Painters have long used the neutral-colored canvas as the backdrop upon which to express their themes and tell a story through their artwork.
Now GIS professionals and other web mappers can use a new basemap from Esri that offers a muted canvas-like background that helps to better illustrate the data that tells their stories geographically. Esri recently released the new Light Gray Canvas Map, which gives GIS professionals and other web mappers a neutral, uncluttered canvas on which to use their data to craft stories or impart information on a wide range of topics.
This basemap, which uses a soft, light gray color for land and darker gray for water, was specifically designed to display thematic data in bright colors on top of it so the mapmaker's storyline is vibrant, clear, and unobscured. The map supports any strong colors, creating a visually interesting map graphic that helps readers see the patterns intended.
"People process visual imagery so efficiently, and this basemap helps ensure your map's story is in plain view," said Jim Herries, a cartographic product engineer at the Esri Mapping Center.
The Light Gray Canvas Map, available in ArcGIS Online in the basemap gallery or in ArcGIS Explorer Online, strips away at small scales the streets, buildings, labels, topographic features, and imagery that can vie for readers' attention in other maps.
"The basic idea behind canvas maps is that less is more. You have something clean to work from," said Mamata Akella, cartographic product engineer at the Esri Mapping Center and design lead on the Light Gray Canvas Map project. "Since it's such a subtle background, the other colors just pop. And by using fewer colors and displaying and labeling fewer features, your thematic information comes to the forefront."
The minimalist Light Gray Canvas Map lends itself well to storytelling because the usual map minutiae play second fiddle and do not distract the eye from the mapmaker's message. View these map samples, including
Online basemaps are changing, moving toward the minimalist style of information graphics popularized in magazines, newspapers, and other media.
"Today people are using street, topographic, and imagery basemaps less often for their web map applications," said Akella. "We see a more minimalist basemap pattern emerging. It's providing this nice visual starting point on which people are overlaying their thematic information."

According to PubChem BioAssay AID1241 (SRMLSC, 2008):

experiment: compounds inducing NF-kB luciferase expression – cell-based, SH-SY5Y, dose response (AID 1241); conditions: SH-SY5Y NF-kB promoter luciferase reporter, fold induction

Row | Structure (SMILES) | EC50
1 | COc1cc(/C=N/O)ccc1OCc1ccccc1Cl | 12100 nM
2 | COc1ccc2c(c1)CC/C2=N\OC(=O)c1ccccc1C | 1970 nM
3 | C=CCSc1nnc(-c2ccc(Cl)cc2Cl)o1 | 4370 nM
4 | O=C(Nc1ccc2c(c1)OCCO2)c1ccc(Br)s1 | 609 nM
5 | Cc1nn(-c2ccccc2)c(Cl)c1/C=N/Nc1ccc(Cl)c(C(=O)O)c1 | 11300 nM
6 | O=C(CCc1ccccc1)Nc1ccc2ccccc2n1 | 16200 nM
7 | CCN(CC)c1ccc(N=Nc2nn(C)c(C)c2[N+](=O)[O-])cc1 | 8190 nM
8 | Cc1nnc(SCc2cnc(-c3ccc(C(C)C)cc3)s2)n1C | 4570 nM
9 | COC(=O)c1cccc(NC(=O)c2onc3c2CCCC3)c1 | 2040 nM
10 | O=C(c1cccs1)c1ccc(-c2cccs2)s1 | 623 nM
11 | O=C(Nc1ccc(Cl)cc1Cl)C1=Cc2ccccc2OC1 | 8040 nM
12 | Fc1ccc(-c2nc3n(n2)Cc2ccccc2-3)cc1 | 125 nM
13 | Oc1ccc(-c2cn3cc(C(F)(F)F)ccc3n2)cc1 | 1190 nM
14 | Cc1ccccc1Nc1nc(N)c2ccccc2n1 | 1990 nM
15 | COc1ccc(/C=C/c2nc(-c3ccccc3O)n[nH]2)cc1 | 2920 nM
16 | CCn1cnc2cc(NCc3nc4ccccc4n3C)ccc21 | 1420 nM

The Light Gray Canvas Map will be extremely useful for displaying economic, demographic, behavioral, and health data, Herries said.
"For instance, tracking the exact location of an ambulance requires a detailed street basemap for a web mapping application with GPS-level location data," he noted. "The Light Gray Canvas Map would be better suited to displaying information about how faster ambulance response times might play a role in improving mortality rates from heart attacks."
The aim of using the Light Gray Canvas Map is to avoid making readers struggle to focus on the most important takeaways. "The goal is to make a good-looking map where people don't have to search for the theme—it's automatically apparent to the user," Akella said.
Last year, Akella created another minimaliststyle basemap in slate gray for FanMap: Super Bowl Edition. This web mapping application, created at the Esri Mapping Center, let Green Bay Packers and Pittsburgh Steelers fans vote for their favorite team to win the Super Bowl by typing in their own ZIP Codes. Each green circle on the map represented the number of votes for the Packers in a single ZIP Code, and each yellow circle represented Steelers votes. The larger the circle size, the greater number of votes were tallied in that ZIP Code. The green and yellow circles stood out very well against the muted gray background. The focus was the general geographic area where the fans were located rather than roads, labels, or terrain streets.
The Light Gray Canvas Map reveals more detail at larger scales. As viewers zoom in, they will begin to see major roads and big parks and then labels on the roads and parks. At the largest scale of 1:9,000, more roads, water bodies, parks, and their labels will come into view, along with building footprints in some cities.
"It's just another basemap option you can try for those times when you need something clean and clear," Herries said. "Your map's theme becomes something that resonates to people who know the area but also will be informative to people who don't know the area."
Herries and Akella agree that mapmakers will find the Light Gray Canvas Map very well suited to telling a visual story of their data that will resonate with readers.
"It's not about the basemap," Akella said.
"It's about you and your theme," Herries added.
To learn more about the canvas map concept, read the blogs Esri Canvas Maps Part 1 and Esri Canvas Maps Part 2 by Akella and her colleague, Esri research cartographer Ken Field.